India

Anjana Tiwari

“I have always wanted to serve our society. I consider saving lives my first and foremost duty.”

49-year-old Anjana Tiwari, who has completed two post-graduation degrees, has dedicated her life to the service of pregnant women and young girls.

She is a resident of Bagota, a village in Madhya Pradesh, a state which lies in the heart of India. Anjana is an Accredited Social Health Activist (ASHA) facilitator.

An ASHA worker’s tasks include motivating women to give birth in hospitals, bringing children to immunization clinics, encouraging family planning, treating basic illness and injury with first aid, keeping demographic records and improving village sanitation. She recognizes how crucial it is to ensure access to and availability of healthcare to women and girls at the grassroots level during the pandemic.

Following COVID-19 lockdowns in India, a phenomenon of reverse migration was seen when thousands upon thousands of daily wage laborers left the big cities to return to their villages because of lack of work and means of subsistence.

Anjana recalls two incidents that occurred during this time. She came in contact with two women, both in their seventh month of pregnancy, who had returned from Delhi.

“I immediately advised them to go into isolation for 14 days. I also gave them iron/folic acid tablets for their wellbeing during pregnancy. When I found out that they were not vaccinated against tetanus which is essential during pregnancy, I made sure that the vaccine was administered. We conducted regular check-ups for these two women and I am happy to report that their pregnancies are going well.”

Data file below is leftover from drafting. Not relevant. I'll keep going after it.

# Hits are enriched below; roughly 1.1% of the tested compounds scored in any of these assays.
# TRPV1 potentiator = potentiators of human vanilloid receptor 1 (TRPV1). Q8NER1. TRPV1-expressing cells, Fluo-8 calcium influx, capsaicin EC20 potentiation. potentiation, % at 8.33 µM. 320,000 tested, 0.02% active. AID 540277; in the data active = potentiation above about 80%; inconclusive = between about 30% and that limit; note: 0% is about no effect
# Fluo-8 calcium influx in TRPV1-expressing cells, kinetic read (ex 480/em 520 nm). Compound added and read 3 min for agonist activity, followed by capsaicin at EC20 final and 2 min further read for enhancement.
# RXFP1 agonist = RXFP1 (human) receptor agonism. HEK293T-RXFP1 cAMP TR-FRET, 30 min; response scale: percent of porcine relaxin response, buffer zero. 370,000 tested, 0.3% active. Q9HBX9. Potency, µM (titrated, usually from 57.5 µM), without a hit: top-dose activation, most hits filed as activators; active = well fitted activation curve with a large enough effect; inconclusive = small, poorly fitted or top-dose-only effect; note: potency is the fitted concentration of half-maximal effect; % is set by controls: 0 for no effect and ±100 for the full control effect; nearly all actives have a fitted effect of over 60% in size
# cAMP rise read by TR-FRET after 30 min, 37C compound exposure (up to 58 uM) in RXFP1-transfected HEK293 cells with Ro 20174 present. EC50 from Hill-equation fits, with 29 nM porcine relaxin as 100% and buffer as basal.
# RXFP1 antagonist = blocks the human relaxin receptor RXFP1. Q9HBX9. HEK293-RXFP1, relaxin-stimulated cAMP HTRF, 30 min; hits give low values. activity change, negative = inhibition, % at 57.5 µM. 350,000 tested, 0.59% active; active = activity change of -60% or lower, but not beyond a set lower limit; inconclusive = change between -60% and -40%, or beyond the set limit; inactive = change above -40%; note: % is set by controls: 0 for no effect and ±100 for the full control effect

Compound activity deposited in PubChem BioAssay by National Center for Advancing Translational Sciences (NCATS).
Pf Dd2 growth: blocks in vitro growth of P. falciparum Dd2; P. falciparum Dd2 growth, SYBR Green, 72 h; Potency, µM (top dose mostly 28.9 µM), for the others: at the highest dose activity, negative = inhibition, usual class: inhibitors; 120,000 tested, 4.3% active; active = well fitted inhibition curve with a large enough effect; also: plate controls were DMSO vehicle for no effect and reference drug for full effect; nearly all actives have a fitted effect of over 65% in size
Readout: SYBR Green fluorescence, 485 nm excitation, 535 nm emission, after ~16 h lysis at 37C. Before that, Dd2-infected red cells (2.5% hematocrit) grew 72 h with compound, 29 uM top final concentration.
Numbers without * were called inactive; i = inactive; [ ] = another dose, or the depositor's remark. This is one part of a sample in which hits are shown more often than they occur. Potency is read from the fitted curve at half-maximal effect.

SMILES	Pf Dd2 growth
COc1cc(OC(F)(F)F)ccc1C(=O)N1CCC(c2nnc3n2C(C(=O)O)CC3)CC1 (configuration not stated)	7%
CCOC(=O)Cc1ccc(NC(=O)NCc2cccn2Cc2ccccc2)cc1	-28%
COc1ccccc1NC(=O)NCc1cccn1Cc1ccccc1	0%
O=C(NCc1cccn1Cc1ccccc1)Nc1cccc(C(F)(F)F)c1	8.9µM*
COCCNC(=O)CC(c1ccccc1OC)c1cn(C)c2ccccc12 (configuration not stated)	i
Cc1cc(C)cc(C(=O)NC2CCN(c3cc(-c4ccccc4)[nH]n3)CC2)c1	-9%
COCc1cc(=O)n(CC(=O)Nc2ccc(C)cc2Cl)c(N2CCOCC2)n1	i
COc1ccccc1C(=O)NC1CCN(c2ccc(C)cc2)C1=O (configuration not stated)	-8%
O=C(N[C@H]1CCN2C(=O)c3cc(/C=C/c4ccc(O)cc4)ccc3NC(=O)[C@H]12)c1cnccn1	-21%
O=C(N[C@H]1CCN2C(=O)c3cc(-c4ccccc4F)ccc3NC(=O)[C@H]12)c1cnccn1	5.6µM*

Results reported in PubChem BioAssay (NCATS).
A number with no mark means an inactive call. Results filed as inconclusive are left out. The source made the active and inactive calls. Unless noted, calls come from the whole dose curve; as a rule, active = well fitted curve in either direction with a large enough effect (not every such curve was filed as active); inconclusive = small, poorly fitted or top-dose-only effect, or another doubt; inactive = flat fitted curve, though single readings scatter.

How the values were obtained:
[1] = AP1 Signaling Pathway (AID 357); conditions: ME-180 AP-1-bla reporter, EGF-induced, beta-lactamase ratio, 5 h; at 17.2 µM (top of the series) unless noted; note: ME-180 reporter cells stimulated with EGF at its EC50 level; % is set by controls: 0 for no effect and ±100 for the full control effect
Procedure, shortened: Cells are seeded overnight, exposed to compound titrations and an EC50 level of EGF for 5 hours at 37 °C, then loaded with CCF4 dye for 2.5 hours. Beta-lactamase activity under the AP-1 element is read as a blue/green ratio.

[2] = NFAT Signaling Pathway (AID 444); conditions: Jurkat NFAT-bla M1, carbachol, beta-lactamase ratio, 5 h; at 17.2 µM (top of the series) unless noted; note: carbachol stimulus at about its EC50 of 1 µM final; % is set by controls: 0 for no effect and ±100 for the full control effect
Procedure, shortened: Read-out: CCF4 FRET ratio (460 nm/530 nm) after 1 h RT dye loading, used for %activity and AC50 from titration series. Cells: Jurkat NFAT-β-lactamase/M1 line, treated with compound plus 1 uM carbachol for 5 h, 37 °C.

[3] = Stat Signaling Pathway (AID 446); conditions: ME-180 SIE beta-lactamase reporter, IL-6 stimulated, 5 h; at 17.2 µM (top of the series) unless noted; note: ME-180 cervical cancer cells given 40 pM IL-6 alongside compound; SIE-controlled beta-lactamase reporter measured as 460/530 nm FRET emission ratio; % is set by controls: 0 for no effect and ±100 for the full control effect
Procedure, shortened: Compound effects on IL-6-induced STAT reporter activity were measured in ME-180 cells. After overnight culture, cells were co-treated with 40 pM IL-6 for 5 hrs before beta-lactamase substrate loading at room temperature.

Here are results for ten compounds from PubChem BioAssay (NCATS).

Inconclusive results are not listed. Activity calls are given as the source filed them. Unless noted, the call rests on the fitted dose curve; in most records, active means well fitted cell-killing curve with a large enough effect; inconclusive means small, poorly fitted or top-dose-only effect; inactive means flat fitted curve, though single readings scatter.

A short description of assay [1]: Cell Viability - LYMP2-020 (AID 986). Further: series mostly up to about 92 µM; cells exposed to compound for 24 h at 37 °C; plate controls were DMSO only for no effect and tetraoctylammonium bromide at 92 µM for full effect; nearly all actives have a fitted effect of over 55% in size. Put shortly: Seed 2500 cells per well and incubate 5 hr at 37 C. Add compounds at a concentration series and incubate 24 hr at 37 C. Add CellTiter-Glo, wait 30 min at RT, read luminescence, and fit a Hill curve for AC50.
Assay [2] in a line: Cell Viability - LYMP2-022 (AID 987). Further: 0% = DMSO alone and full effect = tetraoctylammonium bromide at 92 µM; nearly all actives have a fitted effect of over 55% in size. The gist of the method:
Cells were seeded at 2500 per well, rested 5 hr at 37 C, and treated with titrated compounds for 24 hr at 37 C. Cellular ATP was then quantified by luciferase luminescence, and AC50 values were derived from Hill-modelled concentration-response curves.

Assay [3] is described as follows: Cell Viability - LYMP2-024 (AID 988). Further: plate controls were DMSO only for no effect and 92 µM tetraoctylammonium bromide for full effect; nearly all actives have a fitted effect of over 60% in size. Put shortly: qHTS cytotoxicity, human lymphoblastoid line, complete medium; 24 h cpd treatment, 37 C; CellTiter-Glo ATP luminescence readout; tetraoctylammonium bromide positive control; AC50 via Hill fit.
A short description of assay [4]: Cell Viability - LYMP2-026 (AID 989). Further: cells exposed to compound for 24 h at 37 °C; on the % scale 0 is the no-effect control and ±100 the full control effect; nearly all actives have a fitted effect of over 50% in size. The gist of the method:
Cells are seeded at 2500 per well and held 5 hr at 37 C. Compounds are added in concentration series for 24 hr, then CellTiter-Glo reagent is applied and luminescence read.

A huge challenge that Anjana faced during her routine visits to the village was that she was not allowed into people’s homes on several occasions because of the fear that as a frontline worker she would put them into quarantine. She found an innovative approach to solve this problem. In some cases, she took the help and support of neighbours to disseminate advice and information to these pregnant women, and sometimes she asked the women to talk to her through their windows so that she could counsel them. “I advise them on how to stay safe and follow precautions. I also tell them to eat nutritious food such as lentils and green vegetables to keep themselves and their baby healthy.”

Even though the work is physically and emotionally exhausting, the fact that she is able to help these women during this critical time is what keeps her motivated to continue with her duties.